Edit: Oh, never mind, I just saw your follow up post about the lack of brazeons. There is extra hardware for that too, I'm sure. However, that also makes me think that your bike rear triangle may not be designed to carry extra weight in a form of panniers. I'd double check if I were you.

    A.
    Last edited by AdamDZ; 12-30-09 at 12:41 PM.

  13. #13
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    It might be helpful if you just tell us what kind of bike you're trying to mount the rack to...maybe even throw some pictures our way of what you have to work with in the way of brazeons(or not)
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  14. #14
    member. heh. lambo_vt's Avatar
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    Quote Originally Posted by wunderkind View Post
    The reason I am looking at seat post rack is because my road bike doesn't have the braze-ons for mounting the "Legs" of a regular rack. I would so love it to re-use my old Blackburn rack. But without the braze-on, I don't know how to attach it. Any ideas would be most welcome!
    P-clips - good for upper braze-ons or lower eyelets


    OR even better, if your bike can take one and if upper braze-ons are what you need:

    Seat post clamp with rack mounts


  15. #15
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    Quote Originally Posted by wunderkind View Post
    The reason I am looking at seat post rack is because my road bike doesn't have the braze-ons for mounting the "Legs" of a regular rack. I would so love it to re-use my old Blackburn rack. But without the braze-on, I don't know how to attach it. Any ideas would be most welcome!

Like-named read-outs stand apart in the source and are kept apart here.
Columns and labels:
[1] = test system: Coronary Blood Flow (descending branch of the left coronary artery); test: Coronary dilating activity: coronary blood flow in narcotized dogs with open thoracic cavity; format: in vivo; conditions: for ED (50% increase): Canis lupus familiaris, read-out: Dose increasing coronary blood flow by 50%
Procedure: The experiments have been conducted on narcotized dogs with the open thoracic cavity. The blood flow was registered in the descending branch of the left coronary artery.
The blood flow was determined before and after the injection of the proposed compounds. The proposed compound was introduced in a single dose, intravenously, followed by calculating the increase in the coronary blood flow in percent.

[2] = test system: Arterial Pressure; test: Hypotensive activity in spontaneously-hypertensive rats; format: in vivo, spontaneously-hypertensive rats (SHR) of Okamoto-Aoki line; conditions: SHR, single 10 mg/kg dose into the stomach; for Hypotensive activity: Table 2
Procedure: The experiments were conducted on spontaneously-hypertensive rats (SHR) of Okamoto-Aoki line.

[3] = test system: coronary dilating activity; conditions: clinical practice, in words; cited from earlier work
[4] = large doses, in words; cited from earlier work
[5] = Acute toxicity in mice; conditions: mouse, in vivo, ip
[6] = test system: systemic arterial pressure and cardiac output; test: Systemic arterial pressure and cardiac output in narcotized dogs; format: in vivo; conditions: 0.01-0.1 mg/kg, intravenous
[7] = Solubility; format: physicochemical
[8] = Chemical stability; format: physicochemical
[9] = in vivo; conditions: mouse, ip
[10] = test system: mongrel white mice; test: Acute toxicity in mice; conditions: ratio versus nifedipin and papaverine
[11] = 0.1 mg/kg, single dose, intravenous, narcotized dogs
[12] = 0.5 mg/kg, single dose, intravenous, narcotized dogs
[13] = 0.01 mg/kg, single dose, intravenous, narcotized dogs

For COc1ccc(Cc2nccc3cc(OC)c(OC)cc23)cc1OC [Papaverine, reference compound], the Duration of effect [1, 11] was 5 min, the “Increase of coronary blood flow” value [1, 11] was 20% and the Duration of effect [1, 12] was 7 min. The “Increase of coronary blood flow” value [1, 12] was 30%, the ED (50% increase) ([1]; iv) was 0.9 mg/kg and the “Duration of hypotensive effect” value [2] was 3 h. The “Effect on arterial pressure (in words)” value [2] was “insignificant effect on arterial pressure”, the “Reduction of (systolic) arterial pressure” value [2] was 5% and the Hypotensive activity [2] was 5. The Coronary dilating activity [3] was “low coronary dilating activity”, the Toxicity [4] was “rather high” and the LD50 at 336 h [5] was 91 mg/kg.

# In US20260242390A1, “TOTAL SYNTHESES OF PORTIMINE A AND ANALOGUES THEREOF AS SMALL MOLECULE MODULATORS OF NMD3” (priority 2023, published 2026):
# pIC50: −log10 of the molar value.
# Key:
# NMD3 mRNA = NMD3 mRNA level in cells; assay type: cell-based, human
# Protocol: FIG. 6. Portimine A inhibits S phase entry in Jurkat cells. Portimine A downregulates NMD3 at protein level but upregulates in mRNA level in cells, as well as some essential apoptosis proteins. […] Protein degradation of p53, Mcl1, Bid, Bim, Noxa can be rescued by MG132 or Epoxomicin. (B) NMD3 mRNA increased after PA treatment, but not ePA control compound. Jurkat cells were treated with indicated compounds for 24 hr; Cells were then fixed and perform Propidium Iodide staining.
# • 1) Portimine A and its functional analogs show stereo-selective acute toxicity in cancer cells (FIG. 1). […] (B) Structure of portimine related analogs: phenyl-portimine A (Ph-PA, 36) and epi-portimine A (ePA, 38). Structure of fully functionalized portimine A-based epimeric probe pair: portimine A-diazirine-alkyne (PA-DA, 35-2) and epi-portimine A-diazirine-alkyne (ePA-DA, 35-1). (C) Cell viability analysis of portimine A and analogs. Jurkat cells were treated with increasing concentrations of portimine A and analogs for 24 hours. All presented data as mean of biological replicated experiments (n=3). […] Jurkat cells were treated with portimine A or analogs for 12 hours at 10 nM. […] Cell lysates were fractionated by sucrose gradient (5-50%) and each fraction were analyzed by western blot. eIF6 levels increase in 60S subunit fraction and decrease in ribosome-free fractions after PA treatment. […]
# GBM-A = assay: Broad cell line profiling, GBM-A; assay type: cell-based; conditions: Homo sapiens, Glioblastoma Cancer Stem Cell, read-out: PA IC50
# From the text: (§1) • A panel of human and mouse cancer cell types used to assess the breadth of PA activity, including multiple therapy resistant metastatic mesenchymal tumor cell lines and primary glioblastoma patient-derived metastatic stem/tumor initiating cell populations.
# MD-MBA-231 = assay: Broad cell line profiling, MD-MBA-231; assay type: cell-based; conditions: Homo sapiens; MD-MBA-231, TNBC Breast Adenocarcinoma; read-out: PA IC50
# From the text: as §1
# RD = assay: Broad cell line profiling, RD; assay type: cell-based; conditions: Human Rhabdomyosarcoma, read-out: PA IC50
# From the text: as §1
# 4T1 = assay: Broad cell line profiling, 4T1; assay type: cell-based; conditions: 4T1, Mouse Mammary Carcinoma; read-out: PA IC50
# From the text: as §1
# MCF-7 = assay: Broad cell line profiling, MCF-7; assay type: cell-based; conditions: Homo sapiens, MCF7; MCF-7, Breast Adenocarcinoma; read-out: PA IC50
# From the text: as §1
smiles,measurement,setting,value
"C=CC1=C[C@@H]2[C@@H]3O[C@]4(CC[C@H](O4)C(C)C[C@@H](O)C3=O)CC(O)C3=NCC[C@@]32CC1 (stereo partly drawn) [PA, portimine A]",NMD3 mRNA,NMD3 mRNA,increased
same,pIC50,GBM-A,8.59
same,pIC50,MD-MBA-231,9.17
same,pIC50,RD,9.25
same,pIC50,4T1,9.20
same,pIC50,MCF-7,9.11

Yes, nowadays there are several rack options available for a rack without braze-ons. I created this thread about it sometime back so I could link to it -
    http://www.bikeforums.net/showthread...70#post8344070

    Basically, this is the cheapest rack available - the Axiom Streamliner -
    http://www.eriksbikeshop.com/ride/pr...ffset=2&s_id=0

    Every Tubus rack and can take a Tubus quick release adapter, though they tend to be more expensive. A couple, like the Tubus Fly, are specifically designed to be put on a bike without rack mounts. Old Man Mountain also makes a rack or two designed for a bike without mounts. More details are in the thread.

    I would definitely suggest one of these racks over a clamp-on rack.

  16. #16
    Senior Member Stray8's Avatar